A gloriously retconned reimagining of the beloved 90’s straight to video classics from cult favourite Charles Band’s legendary Full Moon Pictures, PUPPET MASTER: THE LITTLEST REICH boasts a script by S. Craig Ziegler of BONE TOMAHAWK fame, so expect zero subtlety in this splendidly off the wall exercise in bad taste horror comedy. Complete with practical effects galore and competitive scenery chewing between genre legends Barbara Crampton, Michael Pare, Matthias Hues and the incomparable screen legend that is Udo Kier, PUPPET MASTER: THE LITTLEST REICH glories in its own sense of low budget schlock and insane level of cartoonish violence. Make no mistake,  this movie knows exactly what it is and what it wants to do, and it wants you to know it too.
Highlights include a ‘Baby Fuhrer’ puppet, a decapitated man urinating on his own head and a gory puppet ‘birth’. If there’s a taboo you can think of in these neo censorious times, then this movie wants to break it, usually with a buzz saw or a flamethrower.


Directors Wiklund and Laguna apparently secured the rights from Band on the condition that they made the film as a separate ‘reimagined’ entity divorced from the Band’s own established PUPPET MASTER series, thus opening up the possibility of a brand new series of Puppet Master films. Fingers crossed!

Release details for Puppet Master: The Littlest Reich are tbc.

 

Mandy (2018) US Dir: Panos Cosmatos
Nicolas Cage, Andrea Riseborough, Richard Brake, Linus Roache

Logger Red Miller (Cage) lives with his artist girlfriend Mandy Bloom (Rise borough) in 1983 California. Mandy encounters the members of a hippie cult called the Children of the New Dawn who proceed to kidnap and burn her alive right in front of a bound and incapacitated Red. Left for dead, an enraged and grief stricken Red sets out in single minded pursuit of the cult and its leader, the deranged Jeremiah Sand (Roache)…
So far, so run of the mill revenge fantasy, right?
Wrong.


It’s difficult to do justice to Panos Cosmatos’’ warped, psychedelic headfuck of a movie using mere words, this is a film you have to experience in order to get a true feel for its sheer batshit levels of craziness.. So if demonic quad riding bikers on a bad acid trip, chainsaw duels and Nicolas Cage going full Nicolas Cage against the son of Ken Barlow from Corrie are your thing (and why wouldn’t they be?) then check out this acid fuelled Lynchian nightmare fantasy. Plus, it’s got Bill Duke in it, which is always a reason to watch a film in my book. This one can legitimately be called an instant cult classic..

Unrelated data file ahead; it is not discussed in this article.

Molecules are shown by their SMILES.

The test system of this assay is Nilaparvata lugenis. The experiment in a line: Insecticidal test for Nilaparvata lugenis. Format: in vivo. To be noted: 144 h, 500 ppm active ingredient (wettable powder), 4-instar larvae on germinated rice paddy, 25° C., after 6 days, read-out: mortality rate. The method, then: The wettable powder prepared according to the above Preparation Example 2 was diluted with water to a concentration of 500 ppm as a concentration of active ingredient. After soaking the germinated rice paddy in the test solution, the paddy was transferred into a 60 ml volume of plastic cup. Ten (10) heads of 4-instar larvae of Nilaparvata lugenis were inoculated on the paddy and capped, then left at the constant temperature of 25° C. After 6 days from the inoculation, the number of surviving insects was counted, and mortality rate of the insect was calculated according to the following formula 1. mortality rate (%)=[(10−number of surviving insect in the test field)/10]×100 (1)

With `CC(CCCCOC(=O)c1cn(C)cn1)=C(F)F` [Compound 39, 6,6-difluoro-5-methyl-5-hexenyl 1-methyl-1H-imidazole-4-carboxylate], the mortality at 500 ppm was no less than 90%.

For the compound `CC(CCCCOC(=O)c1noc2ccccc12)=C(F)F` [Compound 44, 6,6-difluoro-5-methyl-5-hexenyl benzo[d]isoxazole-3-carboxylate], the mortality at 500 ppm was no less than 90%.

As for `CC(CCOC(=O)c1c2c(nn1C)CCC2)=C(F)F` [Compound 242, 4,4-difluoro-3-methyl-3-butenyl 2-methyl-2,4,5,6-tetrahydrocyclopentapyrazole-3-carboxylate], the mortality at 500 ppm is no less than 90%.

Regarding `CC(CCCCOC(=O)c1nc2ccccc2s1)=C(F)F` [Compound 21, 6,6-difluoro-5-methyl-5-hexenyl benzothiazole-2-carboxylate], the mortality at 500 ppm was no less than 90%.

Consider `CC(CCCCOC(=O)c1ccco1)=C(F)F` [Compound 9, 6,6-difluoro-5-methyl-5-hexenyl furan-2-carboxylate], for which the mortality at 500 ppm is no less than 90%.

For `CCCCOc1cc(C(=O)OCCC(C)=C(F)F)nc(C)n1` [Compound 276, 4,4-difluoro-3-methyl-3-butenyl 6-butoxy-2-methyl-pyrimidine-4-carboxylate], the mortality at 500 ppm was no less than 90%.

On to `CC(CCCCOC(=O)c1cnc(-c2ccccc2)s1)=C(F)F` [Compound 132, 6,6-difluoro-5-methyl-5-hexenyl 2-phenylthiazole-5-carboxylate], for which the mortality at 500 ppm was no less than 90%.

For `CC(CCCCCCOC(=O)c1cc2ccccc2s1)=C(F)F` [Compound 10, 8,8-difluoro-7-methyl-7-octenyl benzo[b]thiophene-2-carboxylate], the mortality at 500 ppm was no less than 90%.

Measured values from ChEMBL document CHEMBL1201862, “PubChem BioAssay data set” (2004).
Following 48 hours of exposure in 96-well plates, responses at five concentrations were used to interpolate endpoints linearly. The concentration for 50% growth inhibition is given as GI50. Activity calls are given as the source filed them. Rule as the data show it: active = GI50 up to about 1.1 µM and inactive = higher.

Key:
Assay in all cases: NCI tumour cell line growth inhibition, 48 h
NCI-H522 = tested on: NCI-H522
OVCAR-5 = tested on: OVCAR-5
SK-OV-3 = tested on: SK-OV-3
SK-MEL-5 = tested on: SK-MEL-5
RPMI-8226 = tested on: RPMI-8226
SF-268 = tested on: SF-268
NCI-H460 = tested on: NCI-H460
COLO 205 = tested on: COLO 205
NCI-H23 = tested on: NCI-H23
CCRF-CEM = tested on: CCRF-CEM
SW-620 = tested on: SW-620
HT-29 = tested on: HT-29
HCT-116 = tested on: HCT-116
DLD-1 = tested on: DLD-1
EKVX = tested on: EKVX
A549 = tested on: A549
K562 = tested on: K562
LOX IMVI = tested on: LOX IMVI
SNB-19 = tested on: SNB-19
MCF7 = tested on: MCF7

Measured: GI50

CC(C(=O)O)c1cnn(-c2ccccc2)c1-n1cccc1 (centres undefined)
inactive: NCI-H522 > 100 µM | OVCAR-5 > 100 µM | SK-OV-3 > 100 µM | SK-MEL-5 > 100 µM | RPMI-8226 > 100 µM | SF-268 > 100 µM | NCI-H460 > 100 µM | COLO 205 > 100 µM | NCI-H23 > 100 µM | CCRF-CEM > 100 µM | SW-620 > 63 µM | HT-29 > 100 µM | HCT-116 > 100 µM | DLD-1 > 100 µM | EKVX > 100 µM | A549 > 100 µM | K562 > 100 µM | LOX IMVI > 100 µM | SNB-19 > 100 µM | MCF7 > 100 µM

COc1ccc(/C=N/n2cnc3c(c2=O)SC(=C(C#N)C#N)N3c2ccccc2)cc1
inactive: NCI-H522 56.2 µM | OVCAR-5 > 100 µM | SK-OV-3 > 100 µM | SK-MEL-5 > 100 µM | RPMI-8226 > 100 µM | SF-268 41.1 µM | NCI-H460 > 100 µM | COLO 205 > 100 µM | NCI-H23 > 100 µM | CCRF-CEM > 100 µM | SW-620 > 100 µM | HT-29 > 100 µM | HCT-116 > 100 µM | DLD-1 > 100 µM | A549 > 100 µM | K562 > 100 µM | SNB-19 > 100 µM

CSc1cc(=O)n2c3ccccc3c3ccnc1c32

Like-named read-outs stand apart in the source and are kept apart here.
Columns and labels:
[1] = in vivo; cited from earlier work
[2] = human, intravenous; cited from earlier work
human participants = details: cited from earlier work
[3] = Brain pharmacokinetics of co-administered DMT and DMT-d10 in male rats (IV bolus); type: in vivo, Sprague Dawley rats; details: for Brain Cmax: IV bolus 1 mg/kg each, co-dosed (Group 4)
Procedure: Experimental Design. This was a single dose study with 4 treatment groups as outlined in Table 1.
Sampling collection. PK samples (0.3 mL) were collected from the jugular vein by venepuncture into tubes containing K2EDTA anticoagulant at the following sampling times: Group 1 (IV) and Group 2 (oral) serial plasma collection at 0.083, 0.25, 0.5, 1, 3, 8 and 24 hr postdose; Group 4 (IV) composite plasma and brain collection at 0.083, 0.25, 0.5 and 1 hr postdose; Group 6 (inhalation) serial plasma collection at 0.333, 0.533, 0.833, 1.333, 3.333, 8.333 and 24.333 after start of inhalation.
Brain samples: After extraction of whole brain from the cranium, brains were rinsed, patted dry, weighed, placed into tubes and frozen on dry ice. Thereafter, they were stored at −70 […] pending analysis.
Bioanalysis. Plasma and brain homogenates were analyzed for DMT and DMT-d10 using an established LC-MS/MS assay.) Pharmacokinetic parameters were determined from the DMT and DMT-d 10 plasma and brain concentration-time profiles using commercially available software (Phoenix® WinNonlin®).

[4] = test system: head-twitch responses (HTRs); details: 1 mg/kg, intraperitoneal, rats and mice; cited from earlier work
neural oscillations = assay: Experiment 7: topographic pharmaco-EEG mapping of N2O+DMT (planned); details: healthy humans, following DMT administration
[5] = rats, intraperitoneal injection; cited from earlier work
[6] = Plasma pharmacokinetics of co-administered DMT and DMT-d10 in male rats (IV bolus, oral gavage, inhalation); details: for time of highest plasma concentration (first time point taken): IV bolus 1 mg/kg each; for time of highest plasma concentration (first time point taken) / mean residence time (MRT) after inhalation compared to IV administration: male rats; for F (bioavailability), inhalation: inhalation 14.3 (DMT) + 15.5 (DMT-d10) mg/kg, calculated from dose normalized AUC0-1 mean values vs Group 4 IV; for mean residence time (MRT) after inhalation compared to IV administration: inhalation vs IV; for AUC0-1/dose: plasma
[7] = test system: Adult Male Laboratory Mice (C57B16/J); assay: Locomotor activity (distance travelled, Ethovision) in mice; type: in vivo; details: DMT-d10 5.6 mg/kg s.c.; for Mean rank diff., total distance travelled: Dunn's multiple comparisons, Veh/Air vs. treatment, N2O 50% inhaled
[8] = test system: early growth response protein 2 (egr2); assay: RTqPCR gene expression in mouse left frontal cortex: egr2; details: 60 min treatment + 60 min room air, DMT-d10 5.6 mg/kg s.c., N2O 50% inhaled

Mandy is available on Amazon Prime and also on DVD and Blu-ray.

 


The Devil’s Doorway (2018) Ire Dir: Aislinn Clarke
Lalor Roddy, Ciaran Flynn, Helena Bereen

In 1960 Ireland two priests, Father Thomas (Roddy) and Father John (Flynn) are sent to investigate claims of a weeping madonna statue in a Magdalene Laundry, a bleak workhouse-like institution for ‘fallen women’ run by the Catholic church. But as they investigate, they discover something much darker and evil has infected the home…
Nearly twenty years after the damp squib that was THE BLAIR WITCH PROJECT opened the floodgates on the found footage sub genre (although its true progenitor is Ruggero Deodato’s 1979 mondo splatter epic CANNIBAL HOLOCAUST), it finally feels like a film has come along that really makes good on the format’s promise. And that film is Irish filmmaker Aisleen Clarke’s THE DEVIL’S DOORWAY.
Put together on a shoestring budget, the film is cast iron proof that done well, horror does not need big name stars or expensive effects in order to both tell a compelling story and send an icy chill down the spines of audiences. Rather than ‘found footage’, the central conceit of the film is that what is being shown to audiences ‘has been suppressed by the Catholic Church for 58 years.’ Presented as historical record captured on 16mm film, the grainy and ethereal quality of the film stock adds a sense of authenticity, compounded by the story of the real life horror behind the Magdalene laundries in Ireland.Indeed, the idea for the film grew from Clarke’s interest in the laundries and the research she carried out for an unmade documentary on the institutions.
Another big catalyst in the films development was the discovery in 2017 of a mass grave of infants at the site of a former laundry in Tuam, County Galway. Clarke skilfully weaves these horrific aspects into the narrative while simultaneously avoiding any hint of exploitation or an anti religious hatchet job.


Instead the focus is on the inherently fallen nature of the human condition and the corruption that can infect and eat away at institutions. In one particularly memorable scene the Mother Superior (Helen Bereen in a standout performance), icily asks of Father Thomas if he is aware of ‘how many of these babies fathers, were Fathers?’